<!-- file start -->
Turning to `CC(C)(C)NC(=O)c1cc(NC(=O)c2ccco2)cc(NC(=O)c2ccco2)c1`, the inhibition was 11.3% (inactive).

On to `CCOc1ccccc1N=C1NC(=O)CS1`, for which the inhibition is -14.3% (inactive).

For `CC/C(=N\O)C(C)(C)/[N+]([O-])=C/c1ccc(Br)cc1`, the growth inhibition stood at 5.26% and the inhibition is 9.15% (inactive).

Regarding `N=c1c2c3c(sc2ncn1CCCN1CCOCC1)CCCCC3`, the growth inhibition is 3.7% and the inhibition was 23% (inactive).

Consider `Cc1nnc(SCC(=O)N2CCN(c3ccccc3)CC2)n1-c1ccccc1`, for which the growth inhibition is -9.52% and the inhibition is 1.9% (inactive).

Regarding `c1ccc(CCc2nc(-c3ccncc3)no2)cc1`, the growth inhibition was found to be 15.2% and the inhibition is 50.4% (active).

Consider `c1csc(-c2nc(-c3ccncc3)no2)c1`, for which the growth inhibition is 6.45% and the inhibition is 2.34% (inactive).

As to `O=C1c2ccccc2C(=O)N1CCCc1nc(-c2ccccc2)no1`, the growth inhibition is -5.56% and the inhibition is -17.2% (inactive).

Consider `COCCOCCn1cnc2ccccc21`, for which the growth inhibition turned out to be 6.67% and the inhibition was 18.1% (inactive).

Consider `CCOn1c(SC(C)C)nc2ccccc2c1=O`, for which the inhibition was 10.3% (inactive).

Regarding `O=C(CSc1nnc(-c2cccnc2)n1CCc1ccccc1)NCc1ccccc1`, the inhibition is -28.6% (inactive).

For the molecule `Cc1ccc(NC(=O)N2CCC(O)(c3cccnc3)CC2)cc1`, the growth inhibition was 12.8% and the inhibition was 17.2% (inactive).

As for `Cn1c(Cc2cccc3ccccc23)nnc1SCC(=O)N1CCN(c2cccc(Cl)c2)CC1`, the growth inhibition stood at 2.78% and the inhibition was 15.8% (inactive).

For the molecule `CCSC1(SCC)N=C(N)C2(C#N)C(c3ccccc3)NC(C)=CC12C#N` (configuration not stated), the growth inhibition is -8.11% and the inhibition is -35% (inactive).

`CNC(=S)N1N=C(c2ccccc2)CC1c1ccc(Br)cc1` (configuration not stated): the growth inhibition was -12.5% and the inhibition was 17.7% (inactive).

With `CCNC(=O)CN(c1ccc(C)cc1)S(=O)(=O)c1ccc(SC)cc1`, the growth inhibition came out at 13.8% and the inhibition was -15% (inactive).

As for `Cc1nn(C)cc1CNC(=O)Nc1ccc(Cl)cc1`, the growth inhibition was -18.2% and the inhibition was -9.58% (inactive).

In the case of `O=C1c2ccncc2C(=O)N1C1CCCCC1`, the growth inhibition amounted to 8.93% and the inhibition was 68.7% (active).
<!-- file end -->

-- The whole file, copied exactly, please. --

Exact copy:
Turning to `CC(C)(C)NC(=O)c1cc(NC(=O)c2ccco2)cc(NC(=O)c2ccco2)c1`, the inhibition was 11.3% (inactive).

On to `CCOc1ccccc1N=C1NC(=O)CS1`, for which the inhibition is -14.3% (inactive).

For `CC/C(=N\O)C(C)(C)/[N+]([O-])=C/c1ccc(Br)cc1`, the growth inhibition stood at 5.26% and the inhibition is 9.15% (inactive).

Regarding `N=c1c2c3c(sc2ncn1CCCN1CCOCC1)CCCCC3`, the growth inhibition is 3.7% and the inhibition was 23% (inactive).

Consider `Cc1nnc(SCC(=O)N2CCN(c3ccccc3)CC2)n1-c1ccccc1`, for which the growth inhibition is -9.52% and the inhibition is 1.9% (inactive).

Regarding `c1ccc(CCc2nc(-c3ccncc3)no2)cc1`, the growth inhibition was found to be 15.2% and the inhibition is 50.4% (active).

Consider `c1csc(-c2nc(-c3ccncc3)no2)c1`, for which the growth inhibition is 6.45% and the inhibition is 2.34% (inactive).

As to `O=C1c2ccccc2C(=O)N1CCCc1nc(-c2ccccc2)no1`, the growth inhibition is -5.56% and the inhibition is -17.2% (inactive).

Consider `COCCOCCn1cnc2ccccc21`, for which the growth inhibition turned out to be 6.67% and the inhibition was 18.1% (inactive).

Consider `CCOn1c(SC(C)C)nc2ccccc2c1=O`, for which the inhibition was 10.3% (inactive).

Regarding `O=C(CSc1nnc(-c2cccnc2)n1CCc1ccccc1)NCc1ccccc1`, the inhibition is -28.6% (inactive).

For the molecule `Cc1ccc(NC(=O)N2CCC(O)(c3cccnc3)CC2)cc1`, the growth inhibition was 12.8% and the inhibition was 17.2% (inactive).

As for `Cn1c(Cc2cccc3ccccc23)nnc1SCC(=O)N1CCN(c2cccc(Cl)c2)CC1`, the growth inhibition stood at 2.78% and the inhibition was 15.8% (inactive).

For the molecule `CCSC1(SCC)N=C(N)C2(C#N)C(c3ccccc3)NC(C)=CC12C#N` (configuration not stated), the growth inhibition is -8.11% and the inhibition is -35% (inactive).

`CNC(=S)N1N=C(c2ccccc2)CC1c1ccc(Br)cc1` (configuration not stated): the growth inhibition was -12.5% and the inhibition was 17.7% (inactive).

With `CCNC(=O)CN(c1ccc(C)cc1)S(=O)(=O)c1ccc(SC)cc1`, the growth inhibition came out at 13.8% and the inhibition was -15% (inactive).

As for `Cc1nn(C)cc1CNC(=O)Nc1ccc(Cl)cc1`, the growth inhibition was -18.2% and the inhibition was -9.58% (inactive).

In the case of `O=C1c2ccncc2C(=O)N1C1CCCCC1`, the growth inhibition amounted to 8.93% and the inhibition was 68.7% (active).